Finalist 2021

House of the Victorian Government Architect

Alessandro Castiglioni / Michael Spooner, RMIT University

What if governance was in the hands of architects and designers instead of lawyers and economists?

The ‘House of the Victorian Government Architect’ is a thought experiment exploring the consequences of a perversion of the relationship between architecture and governance. It uses worldbuilding techniques to frame an unreality where architecture and politics merge into a fictional government body in charge of legislative architecture.

A technocratic architects’ government finds legitimacy through a holistic redevelopment of the parliamentary precinct in Melbourne. Oblique axes are pulled from the colliding urban grids and the surrounding architectures to sculpt Parliament Hill, giving form to a geological architecture where infrastructure, landscape, interior and heritage collapse into one.

Design Brief

The design brief was developed independently in the context of RMIT University's Major Project framework. In consultation with a supervisor, the student is expected to put forward a research question to be investigated through a design proposition.

The brief established by the 'House of the Victorian Government Architect' was to challenge the design disciplines' traditional boundaries and provoke debate around how governance is currently structured.

By offering a window into an alternative reality where politics is a subject matter of design and critique, the project advocates for design and architecture to contribute more significantly to the realm of decision-making.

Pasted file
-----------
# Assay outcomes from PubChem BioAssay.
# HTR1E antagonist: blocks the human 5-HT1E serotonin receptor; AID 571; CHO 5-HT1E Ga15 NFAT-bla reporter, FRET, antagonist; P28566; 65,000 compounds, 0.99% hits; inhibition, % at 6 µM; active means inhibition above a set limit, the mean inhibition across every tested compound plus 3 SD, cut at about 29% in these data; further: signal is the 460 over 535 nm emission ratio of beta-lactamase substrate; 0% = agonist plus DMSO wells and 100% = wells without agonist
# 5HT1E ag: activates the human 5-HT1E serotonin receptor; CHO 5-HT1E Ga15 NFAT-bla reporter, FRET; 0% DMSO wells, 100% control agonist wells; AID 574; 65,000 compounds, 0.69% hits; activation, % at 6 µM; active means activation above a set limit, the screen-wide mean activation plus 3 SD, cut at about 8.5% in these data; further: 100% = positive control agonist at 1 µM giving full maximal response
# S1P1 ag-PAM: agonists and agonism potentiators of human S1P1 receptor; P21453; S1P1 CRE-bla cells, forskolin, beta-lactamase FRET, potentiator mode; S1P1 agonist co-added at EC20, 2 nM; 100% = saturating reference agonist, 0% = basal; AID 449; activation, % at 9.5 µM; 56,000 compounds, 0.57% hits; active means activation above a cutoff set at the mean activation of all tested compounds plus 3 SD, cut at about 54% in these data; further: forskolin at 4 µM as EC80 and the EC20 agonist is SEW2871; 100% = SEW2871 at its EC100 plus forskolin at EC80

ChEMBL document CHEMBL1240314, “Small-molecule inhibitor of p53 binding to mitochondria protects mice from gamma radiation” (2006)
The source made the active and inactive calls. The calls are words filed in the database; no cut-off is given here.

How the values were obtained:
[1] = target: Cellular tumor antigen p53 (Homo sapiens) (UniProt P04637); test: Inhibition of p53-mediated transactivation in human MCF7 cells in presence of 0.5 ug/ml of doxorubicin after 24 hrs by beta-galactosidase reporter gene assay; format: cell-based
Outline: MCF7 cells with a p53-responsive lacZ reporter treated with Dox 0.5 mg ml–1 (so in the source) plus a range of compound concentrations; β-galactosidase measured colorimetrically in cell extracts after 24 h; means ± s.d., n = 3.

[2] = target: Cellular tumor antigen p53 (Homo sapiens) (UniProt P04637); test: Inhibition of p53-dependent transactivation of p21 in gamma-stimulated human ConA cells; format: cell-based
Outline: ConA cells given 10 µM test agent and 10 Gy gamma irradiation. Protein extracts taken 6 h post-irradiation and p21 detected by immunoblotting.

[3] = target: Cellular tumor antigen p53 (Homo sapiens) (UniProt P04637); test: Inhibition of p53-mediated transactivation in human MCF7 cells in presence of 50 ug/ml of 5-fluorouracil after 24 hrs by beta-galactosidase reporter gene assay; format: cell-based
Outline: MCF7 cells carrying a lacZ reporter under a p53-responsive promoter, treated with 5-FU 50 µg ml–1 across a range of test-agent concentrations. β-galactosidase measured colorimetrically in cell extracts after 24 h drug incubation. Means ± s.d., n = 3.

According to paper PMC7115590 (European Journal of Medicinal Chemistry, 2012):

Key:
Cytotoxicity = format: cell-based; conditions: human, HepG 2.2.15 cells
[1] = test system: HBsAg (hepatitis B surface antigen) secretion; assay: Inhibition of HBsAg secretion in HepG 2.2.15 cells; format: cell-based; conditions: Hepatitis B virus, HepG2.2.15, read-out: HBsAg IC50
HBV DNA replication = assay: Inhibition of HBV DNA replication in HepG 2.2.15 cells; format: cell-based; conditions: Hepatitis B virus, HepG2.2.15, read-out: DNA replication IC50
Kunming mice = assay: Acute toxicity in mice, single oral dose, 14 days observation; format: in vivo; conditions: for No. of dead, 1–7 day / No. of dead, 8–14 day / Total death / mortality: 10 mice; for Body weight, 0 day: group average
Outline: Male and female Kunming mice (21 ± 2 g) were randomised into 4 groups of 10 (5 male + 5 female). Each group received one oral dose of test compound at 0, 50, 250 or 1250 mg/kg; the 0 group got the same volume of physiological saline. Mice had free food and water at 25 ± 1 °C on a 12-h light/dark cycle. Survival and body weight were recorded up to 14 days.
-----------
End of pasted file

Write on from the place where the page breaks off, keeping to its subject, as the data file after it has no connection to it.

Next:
Whereas the architectural outcome is specific to the Parliamentary Precinct in Melbourne, the fictocritical framework of the project was designed to offer a commentary independent of the context, allowing a formally specific, however, universally applicable work of design.

This project was developed by:

Design Process

The research question of the established brief is explored through a design proposition that includes both a restructuring of the parliamentary system and an architectural project.

A sequence of genealogical maps, inspired by the mapping of Dante's 'Divine Comedy', and a counter-historical timeline, are used as tools to redraw the Victorian parliamentary directory. Then, through a series of escalations of power, the relationship between architects and government is perverted by establishing a third apolitical house.

Sitting between the Upper House and the Lower House, the House of the Victorian Government Architect (HVGA) is set up as a leading government authority in charge of legislative architecture, the architecture of decision-making.

The architectural project emerges to legitimize the shift from a bicameral, oppositional and bipartisan parliamentary system to a tricameral, technocratic and apolitical architecture of governance. In the same way that the new parliamentary directory tilts the balance of power towards a non-binary middle ground, the oblique is adopted as a tool to define a non-cartesian architectural language.

The masterplan draws in the city's axes of power and redirects them towards the new architecture of governance. Parliament Hill is sculpted through oblique axial gestures, which carve out a geological architecture where the building is both landscape and infrastructure. The city is captured into the hill and finds its way from the urban to the interior. The hill is the building, and the building is the hill.

Design Excellence

The design of the ‘House of the Victorian Government Architect’ argues for the responsibility of architects towards the city to stitch together rather than fragment the urban fabric.